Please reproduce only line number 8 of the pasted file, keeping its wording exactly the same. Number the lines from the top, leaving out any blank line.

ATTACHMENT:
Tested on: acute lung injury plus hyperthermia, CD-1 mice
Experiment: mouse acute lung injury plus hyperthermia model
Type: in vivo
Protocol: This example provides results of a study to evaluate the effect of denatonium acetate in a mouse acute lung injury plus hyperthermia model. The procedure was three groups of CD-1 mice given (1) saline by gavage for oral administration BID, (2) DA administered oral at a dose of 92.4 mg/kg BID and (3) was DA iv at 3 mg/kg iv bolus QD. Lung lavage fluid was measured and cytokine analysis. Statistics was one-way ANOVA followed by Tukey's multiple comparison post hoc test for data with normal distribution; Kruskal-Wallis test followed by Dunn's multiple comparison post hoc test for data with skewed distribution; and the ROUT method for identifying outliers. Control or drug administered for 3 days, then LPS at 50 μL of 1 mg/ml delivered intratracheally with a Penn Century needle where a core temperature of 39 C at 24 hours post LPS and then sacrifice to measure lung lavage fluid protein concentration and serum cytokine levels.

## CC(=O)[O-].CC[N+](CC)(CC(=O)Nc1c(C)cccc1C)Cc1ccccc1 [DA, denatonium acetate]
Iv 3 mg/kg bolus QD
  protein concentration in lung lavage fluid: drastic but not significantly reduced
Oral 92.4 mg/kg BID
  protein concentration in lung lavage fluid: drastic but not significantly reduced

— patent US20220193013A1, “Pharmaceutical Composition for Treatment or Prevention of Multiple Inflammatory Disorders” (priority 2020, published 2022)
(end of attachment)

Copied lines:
Oral 92.4 mg/kg BID